Is the K-3 Spousal Visa Still Available?

05 Mar 2011

In theory, yes, but in practice, not really.  The K3 has been obsolete for several years, and if you submit a K3 nonimmigrant visa petition it will likely be changed to the CR1/IR1 Immigrant visa.

The K-3 visa was created in 2000 to address a huge backlog of immigrant visa petitions for spouses.  To address this problem Congress said that if a person had a Form I-130 petition pending for a spouse they could submit the I-129F form normally used for Fiancée visas.  This would allow the U.S. citizen spouse to enter the United States as a nonimmigrant rather than waiting abroad for the Form I-130 petition to be approved.  The applicant could then file the Adjustment of Status based on the K-3 petition rather than waiting for the I-130 to be approved.

Today, there is no longer a substantial backlog of I-130 petitions so there is no real need for the K-3 in most cases.  While the K-3 has not been officially eliminated as some have reported a K-3 petition filed now will almost certainly be converted to a CR1/IR1 and the I-129F petition will be dropped.  Since the filing fee for both the CR1/IR1 and the K-3 are both $420 there is no harm in “hedging your bet” and filing the K-3 unless you have children.  With the K-3 a child an be included and receive a K-4 visa without filing the I-130 and paying the associated $420 filing fee.  However once the child enters the U.S. and files the Adjustment of Status (AOS) to receive the green card he/she would then need to concurrently file the I-130 and pay the $420 filing fee along with the AOS fees.  So while you save the $420 I-130 fee for the child initially it must eventually be paid.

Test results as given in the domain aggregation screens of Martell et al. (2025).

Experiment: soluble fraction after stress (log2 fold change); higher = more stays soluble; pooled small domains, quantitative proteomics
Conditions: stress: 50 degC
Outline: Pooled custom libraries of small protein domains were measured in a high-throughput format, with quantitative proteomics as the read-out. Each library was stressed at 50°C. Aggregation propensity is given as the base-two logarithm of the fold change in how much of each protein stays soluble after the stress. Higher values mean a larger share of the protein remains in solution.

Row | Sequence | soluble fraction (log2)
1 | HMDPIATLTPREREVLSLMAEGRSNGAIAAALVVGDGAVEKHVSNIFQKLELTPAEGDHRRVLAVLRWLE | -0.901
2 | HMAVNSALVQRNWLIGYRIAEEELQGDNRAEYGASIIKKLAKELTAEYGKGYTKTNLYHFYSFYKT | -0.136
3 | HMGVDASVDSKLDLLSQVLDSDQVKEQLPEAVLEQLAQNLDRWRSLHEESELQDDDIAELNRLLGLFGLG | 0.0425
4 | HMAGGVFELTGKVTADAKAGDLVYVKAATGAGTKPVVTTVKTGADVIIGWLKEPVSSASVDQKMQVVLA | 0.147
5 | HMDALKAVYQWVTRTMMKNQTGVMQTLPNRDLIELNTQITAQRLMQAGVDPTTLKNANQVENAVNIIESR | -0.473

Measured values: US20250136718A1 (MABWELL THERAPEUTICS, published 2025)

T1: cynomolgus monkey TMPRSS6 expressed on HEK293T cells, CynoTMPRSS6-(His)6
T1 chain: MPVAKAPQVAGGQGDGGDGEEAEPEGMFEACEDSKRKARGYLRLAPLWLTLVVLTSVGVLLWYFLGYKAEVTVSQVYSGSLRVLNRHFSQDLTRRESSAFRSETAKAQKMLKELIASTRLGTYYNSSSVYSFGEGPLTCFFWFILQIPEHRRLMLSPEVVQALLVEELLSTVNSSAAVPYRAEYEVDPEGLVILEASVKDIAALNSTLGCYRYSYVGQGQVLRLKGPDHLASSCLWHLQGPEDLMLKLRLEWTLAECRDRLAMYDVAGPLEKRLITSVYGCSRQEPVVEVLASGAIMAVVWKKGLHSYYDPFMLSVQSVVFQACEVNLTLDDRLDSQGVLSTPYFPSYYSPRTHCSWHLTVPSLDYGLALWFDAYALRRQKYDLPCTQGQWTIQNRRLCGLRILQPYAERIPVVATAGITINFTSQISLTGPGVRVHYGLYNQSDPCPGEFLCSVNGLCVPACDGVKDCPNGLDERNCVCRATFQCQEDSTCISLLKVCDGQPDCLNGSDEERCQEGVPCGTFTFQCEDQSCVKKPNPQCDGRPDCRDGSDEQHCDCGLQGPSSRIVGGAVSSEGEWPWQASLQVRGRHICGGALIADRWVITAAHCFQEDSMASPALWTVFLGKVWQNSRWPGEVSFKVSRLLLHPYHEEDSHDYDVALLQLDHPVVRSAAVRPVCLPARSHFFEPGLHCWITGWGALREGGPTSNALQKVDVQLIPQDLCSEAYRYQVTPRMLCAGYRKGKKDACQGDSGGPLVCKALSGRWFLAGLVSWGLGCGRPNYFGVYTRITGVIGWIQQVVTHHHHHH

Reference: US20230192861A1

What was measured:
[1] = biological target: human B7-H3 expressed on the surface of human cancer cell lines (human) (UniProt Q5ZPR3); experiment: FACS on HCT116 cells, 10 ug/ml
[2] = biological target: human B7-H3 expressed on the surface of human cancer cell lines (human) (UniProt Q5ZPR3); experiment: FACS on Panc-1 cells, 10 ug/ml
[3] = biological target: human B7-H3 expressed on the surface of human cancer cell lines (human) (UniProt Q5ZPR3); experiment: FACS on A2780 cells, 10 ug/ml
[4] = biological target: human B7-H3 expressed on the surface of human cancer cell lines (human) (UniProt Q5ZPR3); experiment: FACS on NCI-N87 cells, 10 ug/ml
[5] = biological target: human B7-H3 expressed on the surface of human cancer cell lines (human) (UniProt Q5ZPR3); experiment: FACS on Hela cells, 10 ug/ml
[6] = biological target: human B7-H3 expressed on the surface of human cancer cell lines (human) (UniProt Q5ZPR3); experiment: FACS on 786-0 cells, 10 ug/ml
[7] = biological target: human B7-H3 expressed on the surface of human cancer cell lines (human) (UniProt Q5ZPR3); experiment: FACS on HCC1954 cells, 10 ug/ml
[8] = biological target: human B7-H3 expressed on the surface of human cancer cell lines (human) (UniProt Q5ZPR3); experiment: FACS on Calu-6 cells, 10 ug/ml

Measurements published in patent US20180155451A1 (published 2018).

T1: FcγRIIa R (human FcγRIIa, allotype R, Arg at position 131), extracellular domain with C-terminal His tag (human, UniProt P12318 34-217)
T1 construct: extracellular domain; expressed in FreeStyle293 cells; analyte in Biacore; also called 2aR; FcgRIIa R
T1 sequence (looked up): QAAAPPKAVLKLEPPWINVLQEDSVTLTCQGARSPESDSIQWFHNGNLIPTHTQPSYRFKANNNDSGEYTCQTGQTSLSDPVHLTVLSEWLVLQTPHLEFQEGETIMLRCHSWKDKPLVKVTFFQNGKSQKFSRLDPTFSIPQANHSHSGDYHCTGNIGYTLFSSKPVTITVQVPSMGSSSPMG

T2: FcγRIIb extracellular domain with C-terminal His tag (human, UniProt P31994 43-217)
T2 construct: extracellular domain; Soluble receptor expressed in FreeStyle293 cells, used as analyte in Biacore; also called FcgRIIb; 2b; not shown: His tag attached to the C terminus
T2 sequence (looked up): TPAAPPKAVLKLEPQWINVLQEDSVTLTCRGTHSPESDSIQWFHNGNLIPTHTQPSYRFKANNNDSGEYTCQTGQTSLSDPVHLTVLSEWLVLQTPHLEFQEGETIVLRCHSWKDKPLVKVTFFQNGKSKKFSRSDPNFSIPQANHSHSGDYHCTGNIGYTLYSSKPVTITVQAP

Because most K-3’s are being effectively changed to the CR1/IR1 now it would be a mistake to file a K-3 without including the I-130 for any children.  If a K-3 is submitted without the child’s I-130 and is changed to the CR1/IR1 the child would be left out because he/she had no I-130 to be approved.

Hopefully, we will never again suffer the huge I-130 backlogs that made the K-3 necessary in the first place.  Last month (February 2011) the USCIS reported a backlog of 30000 Form I-130 petitions but then shifted resources to substantially eliminated this backlog by the end of the month.

Another important point worth mentioning is that the CR1/IR1 also results in a substantial cost savings since the alien does not need to file the AOS and pay the associated filing fee of $1070.

So while the K-3 still technically exists it would likely be changed to the CR1/IR1 anyway.  It cost nothing extra to send in the I-129F just in case but it will likely be dropped.

Disclaimer: The contents of this post were accurate to the best of our knowledge at the time of publishing. Immigration is constantly changing, and old information often becomes outdated, including procedures, timelines, prices, and more. Take note of the publish date. For archival purposes, these posts will remain published, even if new information renders them obsolete. Do not make important life decisions based on this content. No part of this post should be considered legal advice, as RapidVisa is not a law firm. This content is provided free of charge for informational purposes only. If anything herein conflicts with an official government website, the official government website shall prevail.

Leave a comment

Blog Categories

Blog Archives

Blog Archives

a-ratingCustomer Reviewsnevada-state-seal

X